Victor, one of our iOS developers, tests his API calls in the simplest of environments: a Server Density account with a single dashboard that contains a single device and metric. That’s the only way you can truly compare what you get against what you should be getting.

OPS loves API

The following short sample was generated by Paw. It fetches the device_alerts endpoint and prints the result:

func sendAlertMetricsRequest() {
     Alert metrics
     GET https://api.serverdensity.io/alerts/device_alerts.json

    // Add URL parameters
    let urlParams = [

    // Fetch Request
    Alamofire.request(.GET, "https://api.serverdensity.io/alerts/device_alerts.json", headers: headers, parameters: urlParams)
        .validate(statusCode: 200..<300)
        .responseJSON { response in
            if (response.result.error == nil) {
                debugPrint("HTTP Response Body: \(response.data)")
            else {
                debugPrint("HTTP Request failed: \(response.result.error)")

Start with just one instance or entity. Work with a reduced set of devices and metrics. Then expand with more. Make sure you cover all individual cases your app may encounter.

OPS loves API 23. Use API Wrappers

Don’t start work on any new API without first checking to see if there are wrappers for it. If there are none available, you may want to invest some effort in building your own and make your life easier.

A good API wrapper is the ultimate text expander. It means you have fewer parameters and URLs to remember, and even fewer lines of code to type.

At this point, we offer public PHP and Python wrappers for the Server Density API. We are also working on a Swift wrapper (a result of our work with the Apple TV app).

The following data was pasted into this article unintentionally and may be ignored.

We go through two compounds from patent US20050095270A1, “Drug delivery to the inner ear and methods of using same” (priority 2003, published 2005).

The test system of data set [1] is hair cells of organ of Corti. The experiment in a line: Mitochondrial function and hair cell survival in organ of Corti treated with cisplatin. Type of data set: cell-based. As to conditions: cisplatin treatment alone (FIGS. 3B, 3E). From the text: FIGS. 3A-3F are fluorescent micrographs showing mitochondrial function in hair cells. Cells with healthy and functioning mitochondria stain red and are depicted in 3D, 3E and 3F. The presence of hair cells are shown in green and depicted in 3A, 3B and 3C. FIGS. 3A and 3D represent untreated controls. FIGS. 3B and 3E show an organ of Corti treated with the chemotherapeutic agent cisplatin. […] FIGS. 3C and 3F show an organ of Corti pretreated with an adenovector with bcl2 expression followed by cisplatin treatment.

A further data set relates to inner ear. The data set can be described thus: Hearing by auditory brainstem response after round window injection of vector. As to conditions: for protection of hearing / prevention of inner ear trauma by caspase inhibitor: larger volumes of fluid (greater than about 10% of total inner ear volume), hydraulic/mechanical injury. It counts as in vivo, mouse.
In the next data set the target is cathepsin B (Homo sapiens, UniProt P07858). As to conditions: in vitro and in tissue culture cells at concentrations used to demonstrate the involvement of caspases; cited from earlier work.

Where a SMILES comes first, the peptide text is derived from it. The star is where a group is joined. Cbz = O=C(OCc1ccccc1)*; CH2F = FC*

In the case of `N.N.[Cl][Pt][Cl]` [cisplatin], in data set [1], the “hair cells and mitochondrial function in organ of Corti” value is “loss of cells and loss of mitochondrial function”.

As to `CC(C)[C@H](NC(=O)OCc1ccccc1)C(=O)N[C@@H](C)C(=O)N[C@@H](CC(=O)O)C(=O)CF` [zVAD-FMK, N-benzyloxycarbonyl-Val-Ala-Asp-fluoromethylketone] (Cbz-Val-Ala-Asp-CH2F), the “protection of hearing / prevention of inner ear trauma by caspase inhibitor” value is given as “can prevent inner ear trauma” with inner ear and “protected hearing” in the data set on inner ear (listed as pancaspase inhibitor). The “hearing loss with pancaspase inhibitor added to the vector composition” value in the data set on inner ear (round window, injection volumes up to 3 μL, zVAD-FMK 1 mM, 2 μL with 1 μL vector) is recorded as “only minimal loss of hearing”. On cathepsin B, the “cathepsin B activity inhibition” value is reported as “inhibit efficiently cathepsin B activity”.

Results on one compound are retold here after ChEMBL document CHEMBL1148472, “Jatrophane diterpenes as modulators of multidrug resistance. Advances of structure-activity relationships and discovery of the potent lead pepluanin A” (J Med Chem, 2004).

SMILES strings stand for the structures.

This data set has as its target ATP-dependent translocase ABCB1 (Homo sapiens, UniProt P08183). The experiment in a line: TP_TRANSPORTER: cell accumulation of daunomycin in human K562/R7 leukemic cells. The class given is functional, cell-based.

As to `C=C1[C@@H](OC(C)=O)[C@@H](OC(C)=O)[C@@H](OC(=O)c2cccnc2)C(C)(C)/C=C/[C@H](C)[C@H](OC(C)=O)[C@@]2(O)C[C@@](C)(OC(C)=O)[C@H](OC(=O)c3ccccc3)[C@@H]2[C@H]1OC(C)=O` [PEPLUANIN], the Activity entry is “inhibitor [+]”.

Get started with the Server Density Python wrapper

The following command fetches the wrapper from pypi and installs it on your computer.

pip install sd-python-wrapper 

Let’s say you have a bunch of servers you need to add on Server Density. Here’s how you can do that with the Python wrapper:

from serverdensity.wrapper import Device
token = 'your token'

list_of_device_names = ['what', 'you', 'want', 'your' 'devices', 'to', 'be', 'named', 'in', 'server density']

for name in list_of_device_names:
    device = Device(token, name=name)

response = device.create()

The wrapper parses all required properties and checks their format is correct, helping you catch any errors early on. Here is an example:

from serverdensity.wrapper import Service

service = Service(token, name='my service name')

# the above will raise an AttributeError since there a couple
# of other properties that are required for successfully creating a service


We couldn’t be more excited about the potential of public APIs. Our API sits right at the very core of Server Density. It’s what offers access to our time series database and the terabytes worth of processing that happens behind the scenes.

Good APIs unlock a wealth of functionality and enable automations to help engineers reclaim time. We spend a significant time making the Server Density API as powerful and accessible as possible.

We also provide wrappers to minimise manual effort and make everyone’s life a tiny bit easier. Head over to our API wrapper repo, take our Python wrapper for a spin and send us your feedback.